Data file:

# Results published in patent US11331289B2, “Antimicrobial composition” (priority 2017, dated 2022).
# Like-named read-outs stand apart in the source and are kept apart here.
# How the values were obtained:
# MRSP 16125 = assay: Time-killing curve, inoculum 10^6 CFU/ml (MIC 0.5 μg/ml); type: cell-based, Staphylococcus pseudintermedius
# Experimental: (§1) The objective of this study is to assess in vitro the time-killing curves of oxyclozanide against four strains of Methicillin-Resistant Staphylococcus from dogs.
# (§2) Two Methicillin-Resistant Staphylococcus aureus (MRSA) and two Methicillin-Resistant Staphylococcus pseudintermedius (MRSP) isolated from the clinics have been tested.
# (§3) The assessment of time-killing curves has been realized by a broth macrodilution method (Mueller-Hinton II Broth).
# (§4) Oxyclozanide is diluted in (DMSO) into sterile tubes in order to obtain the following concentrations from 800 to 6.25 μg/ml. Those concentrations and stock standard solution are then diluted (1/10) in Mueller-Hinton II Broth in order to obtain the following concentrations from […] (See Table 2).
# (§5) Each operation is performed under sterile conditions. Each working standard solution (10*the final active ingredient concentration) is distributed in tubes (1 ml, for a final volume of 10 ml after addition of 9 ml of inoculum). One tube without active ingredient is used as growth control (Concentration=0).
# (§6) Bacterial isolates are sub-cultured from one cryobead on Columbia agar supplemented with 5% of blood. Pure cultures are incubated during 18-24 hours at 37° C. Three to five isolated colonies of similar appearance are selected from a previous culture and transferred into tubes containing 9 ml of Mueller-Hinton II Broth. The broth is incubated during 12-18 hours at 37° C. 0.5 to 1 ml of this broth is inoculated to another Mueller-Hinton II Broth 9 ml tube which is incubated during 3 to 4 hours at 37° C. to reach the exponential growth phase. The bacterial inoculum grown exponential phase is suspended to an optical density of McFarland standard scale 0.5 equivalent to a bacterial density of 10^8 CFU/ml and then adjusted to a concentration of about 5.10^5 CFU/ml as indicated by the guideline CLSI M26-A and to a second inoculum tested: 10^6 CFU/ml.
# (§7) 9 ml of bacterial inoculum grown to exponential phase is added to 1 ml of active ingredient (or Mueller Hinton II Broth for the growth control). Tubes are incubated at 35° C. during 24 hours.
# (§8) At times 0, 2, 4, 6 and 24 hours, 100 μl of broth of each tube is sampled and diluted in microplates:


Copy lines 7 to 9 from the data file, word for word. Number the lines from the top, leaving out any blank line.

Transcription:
# (§3) The assessment of time-killing curves has been realized by a broth macrodilution method (Mueller-Hinton II Broth).
# (§4) Oxyclozanide is diluted in (DMSO) into sterile tubes in order to obtain the following concentrations from 800 to 6.25 μg/ml. Those concentrations and stock standard solution are then diluted (1/10) in Mueller-Hinton II Broth in order to obtain the following concentrations from […] (See Table 2).
# (§5) Each operation is performed under sterile conditions. Each working standard solution (10*the final active ingredient concentration) is distributed in tubes (1 ml, for a final volume of 10 ml after addition of 9 ml of inoculum). One tube without active ingredient is used as growth control (Concentration=0).